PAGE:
If a website is going to have any hope of ranking, it needs to send positive technical signals to the bots or “crawlers” that Google uses to analyze it. This involves things like ensuring your pages load quickly on all devices, building a logical linking structure that’s easy for web crawlers to follow, and setting up working redirects for any pages that have been removed.
Hosting high-quality content in various forms, such as blog posts, photos, videos, and UGC, can help build social proof and naturally stir up engagement from your target market. This can also feed into your link building by maximizing the chances of other sites linking to your quality, valuable content.
Step 5: Plan Your Inventory
So, you’ve got the beginnings of a brand identity, and you’ve got somewhere to sell your products. The next item on your list is to decide which products you’re going to be selling on your shiny new site.
The most integral part of this phase is building one centralized database where you can maintain detailed records of all the products you wish to sell. This should contain the product name, the range it belongs to, its SKU, size, and product category. It’s also important to maintain live logistical data such as the minimum stock count, EOQ (economic order quantity), a live inventory count, and lead times for reorders.
If you’re working from more than one warehouse, then it’s also hugely important to have fields that will help you map out your inventory, keeping track of which warehouses and distribution centers the stock is housed in and the various stages of transit.
Planning your inventory is taxing and, let’s be honest, painfully boring, but its importance to your success as an eCommerce entrepreneur can’t be understated.
If the mere mention of inventory planning is making your head hurt, then don’t worry — it doesn’t have to be the heavy, manual chore you might be imagining. Modern inventory management systems like Cin7 Orderhive will allow you to “manage your inventory in real-time across multiple channels,” syncing up real-world activities with your inventory data and steering clear of the errors that manual inventory management can be prone to. Many modern eCommerce platforms also include built-in inventory management tools that can help keep things organized.
Step 6: Iron Out the Legalities
Though online entrepreneurship is now more accessible than ever, there are still a number of legal requirements that you’ll have to meet before you can start selling from your site.
Generally, you’ll be able to operate under the same registration you’ve used for your brick-and-mortar store, but if you’re thinking of moving your business totally online while working from your own residence, you may need to look into a Home Occupation Permit, depending on your state and various details about your business.
Other considerations, such as registering for EIN, DBA licensing, and GDPR compliance, could all be pertinent to your business, so make sure you’re leaving no stone unturned.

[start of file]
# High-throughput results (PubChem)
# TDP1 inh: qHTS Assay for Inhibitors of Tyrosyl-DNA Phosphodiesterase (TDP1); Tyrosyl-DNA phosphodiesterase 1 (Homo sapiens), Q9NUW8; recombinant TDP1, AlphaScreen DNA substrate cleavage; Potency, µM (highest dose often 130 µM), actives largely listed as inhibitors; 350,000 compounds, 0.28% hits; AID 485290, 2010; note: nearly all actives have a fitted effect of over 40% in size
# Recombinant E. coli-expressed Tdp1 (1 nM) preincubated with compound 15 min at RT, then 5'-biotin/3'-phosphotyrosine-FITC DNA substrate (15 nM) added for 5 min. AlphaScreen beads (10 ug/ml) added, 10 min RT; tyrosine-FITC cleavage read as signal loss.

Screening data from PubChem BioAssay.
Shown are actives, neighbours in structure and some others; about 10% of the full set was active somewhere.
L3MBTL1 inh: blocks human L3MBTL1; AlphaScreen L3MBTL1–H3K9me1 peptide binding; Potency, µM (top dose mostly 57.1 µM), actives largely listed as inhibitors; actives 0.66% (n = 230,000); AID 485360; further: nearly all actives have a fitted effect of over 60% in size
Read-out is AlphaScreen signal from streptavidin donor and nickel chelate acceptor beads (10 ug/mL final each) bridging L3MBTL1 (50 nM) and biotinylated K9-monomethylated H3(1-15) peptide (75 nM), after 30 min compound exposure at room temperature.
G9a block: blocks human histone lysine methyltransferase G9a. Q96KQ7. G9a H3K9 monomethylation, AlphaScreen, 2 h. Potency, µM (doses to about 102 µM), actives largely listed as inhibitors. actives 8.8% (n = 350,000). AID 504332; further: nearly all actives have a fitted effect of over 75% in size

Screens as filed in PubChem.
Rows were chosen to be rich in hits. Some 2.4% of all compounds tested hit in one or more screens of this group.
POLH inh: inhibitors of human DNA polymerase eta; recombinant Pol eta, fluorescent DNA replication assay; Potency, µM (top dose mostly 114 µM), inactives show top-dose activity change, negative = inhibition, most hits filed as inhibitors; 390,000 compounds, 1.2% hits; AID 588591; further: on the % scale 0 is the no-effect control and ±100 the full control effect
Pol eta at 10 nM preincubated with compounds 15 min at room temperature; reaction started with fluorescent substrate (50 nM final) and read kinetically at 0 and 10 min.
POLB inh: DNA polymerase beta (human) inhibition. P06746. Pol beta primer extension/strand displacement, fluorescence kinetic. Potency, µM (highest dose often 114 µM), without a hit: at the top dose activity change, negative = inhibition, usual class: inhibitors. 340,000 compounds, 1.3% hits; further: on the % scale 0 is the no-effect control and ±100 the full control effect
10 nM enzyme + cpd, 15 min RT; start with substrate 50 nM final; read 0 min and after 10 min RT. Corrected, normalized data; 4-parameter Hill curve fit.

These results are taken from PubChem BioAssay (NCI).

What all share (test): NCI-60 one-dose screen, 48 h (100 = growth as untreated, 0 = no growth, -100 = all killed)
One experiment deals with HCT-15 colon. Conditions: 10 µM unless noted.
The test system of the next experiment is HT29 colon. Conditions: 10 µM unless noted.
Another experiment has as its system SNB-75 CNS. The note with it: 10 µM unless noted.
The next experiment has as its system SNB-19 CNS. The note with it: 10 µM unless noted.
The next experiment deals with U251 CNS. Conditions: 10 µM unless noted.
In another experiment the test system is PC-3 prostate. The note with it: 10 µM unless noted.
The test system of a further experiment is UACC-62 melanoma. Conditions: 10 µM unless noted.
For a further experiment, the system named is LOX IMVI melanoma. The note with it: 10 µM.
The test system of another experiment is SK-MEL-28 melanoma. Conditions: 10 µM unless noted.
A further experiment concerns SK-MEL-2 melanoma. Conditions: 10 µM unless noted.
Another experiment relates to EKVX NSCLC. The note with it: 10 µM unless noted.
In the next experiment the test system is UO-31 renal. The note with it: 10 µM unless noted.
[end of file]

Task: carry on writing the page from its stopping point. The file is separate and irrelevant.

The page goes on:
Though public resources such as the Small Business Administration’s guides to licenses and permits exist specifically to help entrepreneurs navigate their legal requirements, these stipulations can vary dramatically from one business to another. To keep your operations safe and compliant, you may want to arrange a consultation with an expert in business legislation who will be able to lay out the relevant requirements and answer any questions you may have.
Step 7: Populate Your Website
Though a huge proportion of all modern commerce happens online, eCommerce stores are still at a disadvantage, as they create a barrier between your customers and the living, breathing elements that make up your brick-and-mortar store experience.
To give customers (particularly ones who have never heard of you before!) a good idea of your brand and what it stands for, you’ll need to populate your site with high-quality content on certain key pages which will tell your story and help people understand more about your product.
Though there’s no right or wrong way to structure your content, there are a few common page types that can be helpful for showcasing key information.
This is a good spot for a short and sweet blurb about the kinds of clothes you specialize in, any range-wide USPs (unique selling points), and any prominent influencer partnerships or testimonials you have in your corner. Your home page is also a great place for short introductions to the themes or stories behind new clothing ranges.
Use this section to showcase what makes your brand different from its close competitors. Perhaps you have strict policies against garments that contain microplastics, or you work with independent, local designers to create new and unique styles. The About Us page should also contain some history of your brand, along with information on your staff, brand philosophy, and identity.
Transparency is becoming more and more important across several sectors, not least of all in eCommerce. Make sure you’re being up-front and honest about your returns policy so that your customers know where they stand.
Along the same lines, it’s extremely important not to put up barriers when your customers want to reach out to you. Whether it’s through chatbots, email forms, or a good ol’ phone number, make sure it’s never too hard for your site visitors to get in touch and resolve their queries and issues.
Once you follow these steps, you’ll have successfully done all the necessary groundwork for a functional and user-friendly site for your clothing business.
Though developing your business to its full potential will require a lot of further work, research, and education, we hope you find this advice useful for getting started on the right track.